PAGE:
3 Childcare professionals in home-based care, who work together at a location with a permit for more than 8 spots.  

If parents make use of the formal childcare provision with a permit, a supervision certificate, or a recognition by Child and Family, then they are entitled to a tax reduction (subject to a certain limit) for the expenses they make concerning the day care for their children until age 12[1].

Two types of childcare exist: home-based care and centre-based care. Both in home-based care as in centre-based care, it is possible to either exclusively offer day care for babies and toddlers, or to exclusively offer day care for pupils from primary school, or to offer day care for both groups together.

Home-based care:

  • A small day care - usually with 1 childcare professional.
  • The day care is usually organised in the home of the childcare professional, but can take place at a different location as well, such as a school building.
  • The home-based care strives to care for 4 children on average. During peaks, this number can be higher. The number of children is laid down in the permit, and can never be more than 8[2].
  • This kind of day care was previously known as ‘onthaalouder’ 

Centre-based care:

  • This is a larger type of day care with multiple childcare professionals.
  • The day care is organised outside of the child’s home, usually in a building especially destined for childcare.
  • In centre-based care, a minimum of 9 children is simultaneously present. Children are taken care of in groups of maximum 18 children[3].
  • The maximum amount of children that is allowed per childcare professional amounts to 8 when 1 childcare professional is present. When more childcare professionals are present, the maximum amount rises to 9 per childcare professional.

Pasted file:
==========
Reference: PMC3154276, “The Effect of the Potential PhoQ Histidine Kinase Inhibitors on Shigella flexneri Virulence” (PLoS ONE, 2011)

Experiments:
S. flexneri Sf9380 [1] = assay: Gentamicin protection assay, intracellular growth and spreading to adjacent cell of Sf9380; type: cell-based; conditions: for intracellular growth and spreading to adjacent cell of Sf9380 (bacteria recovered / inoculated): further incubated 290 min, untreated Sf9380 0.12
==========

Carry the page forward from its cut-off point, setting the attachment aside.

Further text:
• This kind of day care was previously known as ‘kinderdagverblijf’. 

On April 1st, 2014, a new  Parliamentary Act on the Organisation of Childcare for Babies and Toddlers entered into force in Flanders. With this new act, old rules are suspended and the diverging rules and financing concerning the previously independent, recognised and subsidised care are brought into line. Full implementation of this new act is estimated to be completed by 2020.

Childcare for babies and toddlers is accessible for all babies and toddlers until they go to pre-primary school. In practice, most children switch to pre-school education at the age of 2,5 years.

From April 1st, 2014, all professional and paid day care centres for babies and toddlers must have a permit. In addition to the day care for babies and toddlers with a permit, only informal day care for babies and toddlers is allowed (i.e. non-professional day care arranged by grandparents, friends, or family).

When a day care centre has acquired a permit, Child and Family will regularly evaluate whether the legal requirements are still sufficiently met. The verdict of Child and Family is inter alia based on the evidence gathered by the Agency for Care Inspection, which carries out research ‘on the ground’. The Agency for Care Inspection is a separate agency of the Flemish Government, that is responsible for the inspection of all services (such as day care centres) acknowledged, certified, permitted or subsidised by the Department of Wellbeing, Public Health and Family, or any of its agencies.

Specific conditions are linked to the acquisition of a permit; requirements that consider the specificity of the age group of babies and toddlers, and concern i.a. infrastructure, hygiene, security, quality and personnel qualifications.

The system for subsidies concerning formal day care of babies and toddlers, reflects a staircase starting at step 0. Per step, additional assignments/conditions have to be met. Hence, the higher one climbs, the larger the amount of subsidy one receives, but also the more requirements one has to fulfil. 

 

 

 

Step 3

 

 

Step 2

Additional subsidy

 

Step 1

Subsidy for income-based rates

Subsidy for income-based rates

Step 0

Basic subsidy

Basic subsidy

Basic subsidy

 

Child care centres for babies and toddlers with a permit, but without a subsidy (step 0), or with a basic subsidy only (step 1), are free to set their own price that families have to pay for the care of their babies and/or toddlers. Families hence pay a price that is not related or linked to their income.